Toggle Main Menu Toggle Search

Open Access padlockePrints

An Autopsy Series of Seven Cases of VPS13A Disease (Chorea-Acanthocytosis)

Lookup NU author(s): Debbie LettORCiD


Full text for this publication is not currently held within this repository. Alternative links are provided below where available.


© 2023 International Parkinson and Movement Disorder Society.Background: Vacuolar protein sorting 13 homolog A (VPS13A) disease, historically known as chorea-acanthocytosis, is a rare neurodegenerative disorder caused by biallelic mutations in VPS13A, usually resulting in reduced or absent levels of its protein product, VPS13A. VPS13A localizes to contact sites between subcellular organelles, consistent with its recently identified role in lipid transfer between membranes. Mutations are associated with neuronal loss in the striatum, most prominently in the caudate nucleus, and associated marked astrogliosis. There are no other known disease-specific cellular changes (eg, protein aggregation), but autopsy reports to date have been limited, often lacking genetic or biochemical diagnostic confirmation. Objective: The goal of this study was to characterize neuropathological findings in the brains of seven patients with VPS13A disease (chorea-acanthocytosis). Methods: In this study, we collected brain tissues and clinical data from seven cases of VPS13A for neuropathological analysis. The clinical diagnosis was confirmed by the presence of VPS13A mutations and/or immunoblot showing the loss or reduction of VPS13A protein. Tissues underwent routine, special, and immunohistochemical staining focused on neurodegeneration. Electron microscopy was performed in one case. Results: Gross examination showed severe striatal atrophy. Microscopically, there was neuronal loss and astrogliosis in affected regions. Luxol fast blue staining showed variable lipid accumulation with diverse morphology, which was further characterized by electron microscopy. In some cases, rare degenerating p62- and ubiquitin-positive cells were present in affected regions. Calcifications were present in four cases, being extensive in one. Conclusions: We present the largest autopsy series of biochemically and genetically confirmed VPS13A disease and identify novel histopathological findings implicating abnormal lipid accumulation. © 2023 International Parkinson and Movement Disorder Society.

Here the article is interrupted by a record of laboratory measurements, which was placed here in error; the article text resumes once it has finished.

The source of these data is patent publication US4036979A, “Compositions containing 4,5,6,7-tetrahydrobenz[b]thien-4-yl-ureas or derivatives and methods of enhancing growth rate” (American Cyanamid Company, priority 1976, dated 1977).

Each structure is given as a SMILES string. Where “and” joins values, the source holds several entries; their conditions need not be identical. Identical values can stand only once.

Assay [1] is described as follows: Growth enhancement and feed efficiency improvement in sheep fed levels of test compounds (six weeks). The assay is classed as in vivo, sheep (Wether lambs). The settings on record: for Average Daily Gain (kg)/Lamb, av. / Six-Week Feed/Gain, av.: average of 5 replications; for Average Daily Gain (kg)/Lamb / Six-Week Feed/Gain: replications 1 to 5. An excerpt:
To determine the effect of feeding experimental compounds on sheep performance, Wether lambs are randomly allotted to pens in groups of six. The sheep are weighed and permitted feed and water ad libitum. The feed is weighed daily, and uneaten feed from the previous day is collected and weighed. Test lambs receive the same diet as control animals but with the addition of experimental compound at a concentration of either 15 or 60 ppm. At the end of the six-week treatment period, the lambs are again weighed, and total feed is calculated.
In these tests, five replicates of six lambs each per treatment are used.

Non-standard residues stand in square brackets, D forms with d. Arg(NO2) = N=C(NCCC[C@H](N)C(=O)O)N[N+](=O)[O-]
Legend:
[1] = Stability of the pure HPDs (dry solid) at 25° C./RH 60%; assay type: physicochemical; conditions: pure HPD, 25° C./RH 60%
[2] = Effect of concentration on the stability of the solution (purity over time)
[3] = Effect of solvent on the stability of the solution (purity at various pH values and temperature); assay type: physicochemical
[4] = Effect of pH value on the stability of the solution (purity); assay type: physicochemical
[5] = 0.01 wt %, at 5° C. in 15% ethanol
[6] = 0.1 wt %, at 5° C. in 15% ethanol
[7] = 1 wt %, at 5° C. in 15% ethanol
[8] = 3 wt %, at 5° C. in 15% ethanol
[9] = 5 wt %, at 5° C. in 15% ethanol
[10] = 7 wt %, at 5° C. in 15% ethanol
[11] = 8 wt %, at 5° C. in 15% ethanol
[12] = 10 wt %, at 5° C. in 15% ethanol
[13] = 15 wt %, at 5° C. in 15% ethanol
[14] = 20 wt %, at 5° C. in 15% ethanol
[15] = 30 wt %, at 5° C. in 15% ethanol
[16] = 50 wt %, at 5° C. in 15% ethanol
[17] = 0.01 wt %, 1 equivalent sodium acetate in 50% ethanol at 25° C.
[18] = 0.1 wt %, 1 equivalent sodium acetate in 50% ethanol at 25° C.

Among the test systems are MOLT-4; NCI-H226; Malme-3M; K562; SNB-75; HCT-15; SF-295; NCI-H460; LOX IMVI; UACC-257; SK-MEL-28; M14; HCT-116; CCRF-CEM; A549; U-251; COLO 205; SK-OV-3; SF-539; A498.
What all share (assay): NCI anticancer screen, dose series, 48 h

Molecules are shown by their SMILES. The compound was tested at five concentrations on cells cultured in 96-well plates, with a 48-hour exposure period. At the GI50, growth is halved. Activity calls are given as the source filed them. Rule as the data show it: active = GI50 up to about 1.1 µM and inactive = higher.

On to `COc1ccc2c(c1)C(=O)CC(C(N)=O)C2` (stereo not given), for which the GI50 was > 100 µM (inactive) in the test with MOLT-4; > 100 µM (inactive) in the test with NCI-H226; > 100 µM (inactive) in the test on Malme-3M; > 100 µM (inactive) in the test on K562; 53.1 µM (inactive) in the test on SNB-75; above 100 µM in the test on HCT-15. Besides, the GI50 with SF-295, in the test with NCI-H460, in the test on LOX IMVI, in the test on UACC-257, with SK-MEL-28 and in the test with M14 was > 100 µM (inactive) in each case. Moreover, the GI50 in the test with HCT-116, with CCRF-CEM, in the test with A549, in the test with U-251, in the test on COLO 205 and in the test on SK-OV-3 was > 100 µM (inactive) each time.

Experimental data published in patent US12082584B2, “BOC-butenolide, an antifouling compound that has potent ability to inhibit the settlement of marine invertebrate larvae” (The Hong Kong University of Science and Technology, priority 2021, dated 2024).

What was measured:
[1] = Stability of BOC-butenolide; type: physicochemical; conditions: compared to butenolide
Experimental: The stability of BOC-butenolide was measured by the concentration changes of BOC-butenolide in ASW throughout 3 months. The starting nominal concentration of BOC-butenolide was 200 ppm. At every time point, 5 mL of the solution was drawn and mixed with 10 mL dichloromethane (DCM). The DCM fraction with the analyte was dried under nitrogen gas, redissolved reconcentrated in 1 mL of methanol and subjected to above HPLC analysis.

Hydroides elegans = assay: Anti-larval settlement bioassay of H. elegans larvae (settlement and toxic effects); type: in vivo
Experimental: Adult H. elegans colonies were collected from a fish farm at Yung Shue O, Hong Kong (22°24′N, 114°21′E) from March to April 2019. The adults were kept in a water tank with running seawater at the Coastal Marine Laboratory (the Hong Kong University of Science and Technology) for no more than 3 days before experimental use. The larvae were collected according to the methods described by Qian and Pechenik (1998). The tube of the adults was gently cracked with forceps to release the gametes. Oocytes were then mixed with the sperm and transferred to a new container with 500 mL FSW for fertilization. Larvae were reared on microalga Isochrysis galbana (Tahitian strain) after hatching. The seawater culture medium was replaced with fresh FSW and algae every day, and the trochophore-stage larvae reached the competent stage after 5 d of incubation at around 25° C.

Publication metadata

Author(s): Ditzel RM, Walker RH, Nirenberg MJ, Tetlow AM, Farrell K, Lind-Watson KJ, Thorn EL, Dangoor DK, Gordon R, De Sanctis C, Barton B, Karp BI, Kirby A, Lett DJ, Mente K, Simon DK, Velayos-Baeza A, Miltenberger-Miltenyi G, Humphrey J, Crary JF

Publication type: Article

Publication status: Published

Journal: Movement Disorders

Year: 2023

Pages: Epub ahead of print

Online publication date: 05/09/2023

Acceptance date: 04/08/2023

ISSN (print): 0885-3185

ISSN (electronic): 1531-8257

Publisher: John Wiley and Sons Inc


DOI: 10.1002/mds.29589

PubMed id: 37670483


Altmetrics provided by Altmetric